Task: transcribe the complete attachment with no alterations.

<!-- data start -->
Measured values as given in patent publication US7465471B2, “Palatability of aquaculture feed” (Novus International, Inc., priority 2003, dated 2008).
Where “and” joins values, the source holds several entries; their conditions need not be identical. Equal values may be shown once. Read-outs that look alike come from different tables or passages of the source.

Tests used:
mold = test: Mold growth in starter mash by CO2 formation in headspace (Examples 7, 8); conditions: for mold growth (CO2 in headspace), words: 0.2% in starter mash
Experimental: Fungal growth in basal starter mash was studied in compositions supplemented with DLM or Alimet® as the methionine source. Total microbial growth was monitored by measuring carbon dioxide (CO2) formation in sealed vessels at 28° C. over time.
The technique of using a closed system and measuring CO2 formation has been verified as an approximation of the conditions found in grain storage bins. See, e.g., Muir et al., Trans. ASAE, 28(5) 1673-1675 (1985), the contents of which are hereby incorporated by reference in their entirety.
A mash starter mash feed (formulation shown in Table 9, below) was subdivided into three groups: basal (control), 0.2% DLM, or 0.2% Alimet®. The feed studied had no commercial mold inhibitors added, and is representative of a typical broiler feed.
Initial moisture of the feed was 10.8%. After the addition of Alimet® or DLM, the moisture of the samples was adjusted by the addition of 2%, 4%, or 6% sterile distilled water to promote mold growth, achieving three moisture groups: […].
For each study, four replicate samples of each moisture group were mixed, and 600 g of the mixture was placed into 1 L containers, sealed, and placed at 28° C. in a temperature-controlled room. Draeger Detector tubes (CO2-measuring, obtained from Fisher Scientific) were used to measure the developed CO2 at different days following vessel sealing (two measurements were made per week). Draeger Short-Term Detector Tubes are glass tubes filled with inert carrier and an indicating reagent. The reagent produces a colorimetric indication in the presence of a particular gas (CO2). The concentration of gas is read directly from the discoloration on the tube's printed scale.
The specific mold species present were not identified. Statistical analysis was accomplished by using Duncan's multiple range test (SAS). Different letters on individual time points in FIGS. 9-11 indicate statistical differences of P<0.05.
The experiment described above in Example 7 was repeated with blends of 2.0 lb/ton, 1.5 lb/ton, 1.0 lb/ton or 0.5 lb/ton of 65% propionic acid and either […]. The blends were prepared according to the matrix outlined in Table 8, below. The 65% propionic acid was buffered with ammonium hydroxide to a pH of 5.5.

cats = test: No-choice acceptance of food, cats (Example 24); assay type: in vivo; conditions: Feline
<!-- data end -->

Measured values as given in patent publication US7465471B2, “Palatability of aquaculture feed” (Novus International, Inc., priority 2003, dated 2008).
Where “and” joins values, the source holds several entries; their conditions need not be identical. Equal values may be shown once. Read-outs that look alike come from different tables or passages of the source.

Tests used:
mold = test: Mold growth in starter mash by CO2 formation in headspace (Examples 7, 8); conditions: for mold growth (CO2 in headspace), words: 0.2% in starter mash
Experimental: Fungal growth in basal starter mash was studied in compositions supplemented with DLM or Alimet® as the methionine source. Total microbial growth was monitored by measuring carbon dioxide (CO2) formation in sealed vessels at 28° C. over time.
The technique of using a closed system and measuring CO2 formation has been verified as an approximation of the conditions found in grain storage bins. See, e.g., Muir et al., Trans. ASAE, 28(5) 1673-1675 (1985), the contents of which are hereby incorporated by reference in their entirety.
A mash starter mash feed (formulation shown in Table 9, below) was subdivided into three groups: basal (control), 0.2% DLM, or 0.2% Alimet®. The feed studied had no commercial mold inhibitors added, and is representative of a typical broiler feed.
Initial moisture of the feed was 10.8%. After the addition of Alimet® or DLM, the moisture of the samples was adjusted by the addition of 2%, 4%, or 6% sterile distilled water to promote mold growth, achieving three moisture groups: […].
For each study, four replicate samples of each moisture group were mixed, and 600 g of the mixture was placed into 1 L containers, sealed, and placed at 28° C. in a temperature-controlled room. Draeger Detector tubes (CO2-measuring, obtained from Fisher Scientific) were used to measure the developed CO2 at different days following vessel sealing (two measurements were made per week). Draeger Short-Term Detector Tubes are glass tubes filled with inert carrier and an indicating reagent. The reagent produces a colorimetric indication in the presence of a particular gas (CO2). The concentration of gas is read directly from the discoloration on the tube's printed scale.
The specific mold species present were not identified. Statistical analysis was accomplished by using Duncan's multiple range test (SAS). Different letters on individual time points in FIGS. 9-11 indicate statistical differences of P<0.05.
The experiment described above in Example 7 was repeated with blends of 2.0 lb/ton, 1.5 lb/ton, 1.0 lb/ton or 0.5 lb/ton of 65% propionic acid and either […]. The blends were prepared according to the matrix outlined in Table 8, below. The 65% propionic acid was buffered with ammonium hydroxide to a pH of 5.5.

cats = test: No-choice acceptance of food, cats (Example 24); assay type: in vivo; conditions: Feline